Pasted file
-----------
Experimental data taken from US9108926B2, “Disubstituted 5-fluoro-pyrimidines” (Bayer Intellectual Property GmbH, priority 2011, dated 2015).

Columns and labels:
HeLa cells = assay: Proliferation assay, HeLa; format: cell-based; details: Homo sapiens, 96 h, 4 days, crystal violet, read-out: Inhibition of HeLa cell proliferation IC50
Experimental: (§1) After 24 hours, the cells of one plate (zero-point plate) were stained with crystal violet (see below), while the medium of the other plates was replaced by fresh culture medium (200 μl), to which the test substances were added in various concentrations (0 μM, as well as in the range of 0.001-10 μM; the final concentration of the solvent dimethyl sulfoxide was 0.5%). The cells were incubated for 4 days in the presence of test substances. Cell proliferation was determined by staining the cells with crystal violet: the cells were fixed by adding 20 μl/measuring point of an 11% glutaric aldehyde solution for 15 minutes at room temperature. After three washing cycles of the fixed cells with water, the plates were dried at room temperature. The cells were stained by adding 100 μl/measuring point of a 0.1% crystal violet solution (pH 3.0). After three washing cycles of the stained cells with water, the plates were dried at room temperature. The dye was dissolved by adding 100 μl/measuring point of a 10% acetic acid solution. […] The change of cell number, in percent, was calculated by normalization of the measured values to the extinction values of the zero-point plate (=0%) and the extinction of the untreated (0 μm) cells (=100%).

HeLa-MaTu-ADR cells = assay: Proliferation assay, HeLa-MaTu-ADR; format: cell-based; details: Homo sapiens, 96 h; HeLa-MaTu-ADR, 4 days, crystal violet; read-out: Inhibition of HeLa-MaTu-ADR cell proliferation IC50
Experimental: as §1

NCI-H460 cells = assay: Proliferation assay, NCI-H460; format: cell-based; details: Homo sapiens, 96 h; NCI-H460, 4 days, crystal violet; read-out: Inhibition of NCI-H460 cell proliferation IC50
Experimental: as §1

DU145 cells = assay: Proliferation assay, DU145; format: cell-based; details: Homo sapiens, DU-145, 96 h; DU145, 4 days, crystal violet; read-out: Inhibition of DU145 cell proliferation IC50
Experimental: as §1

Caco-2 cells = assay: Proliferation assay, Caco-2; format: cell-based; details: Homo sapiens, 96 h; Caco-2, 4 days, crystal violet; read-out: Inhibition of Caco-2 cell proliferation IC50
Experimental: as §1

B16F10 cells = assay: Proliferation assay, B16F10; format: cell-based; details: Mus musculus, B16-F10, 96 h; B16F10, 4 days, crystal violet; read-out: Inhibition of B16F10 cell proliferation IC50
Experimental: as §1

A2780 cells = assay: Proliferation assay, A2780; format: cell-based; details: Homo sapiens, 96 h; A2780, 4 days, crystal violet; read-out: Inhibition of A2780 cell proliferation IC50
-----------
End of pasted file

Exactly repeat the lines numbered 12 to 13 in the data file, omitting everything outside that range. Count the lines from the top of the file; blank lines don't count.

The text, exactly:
Experimental: as §1

B16F10 cells = assay: Proliferation assay, B16F10; format: cell-based; details: Mus musculus, B16-F10, 96 h; B16F10, 4 days, crystal violet; read-out: Inhibition of B16F10 cell proliferation IC50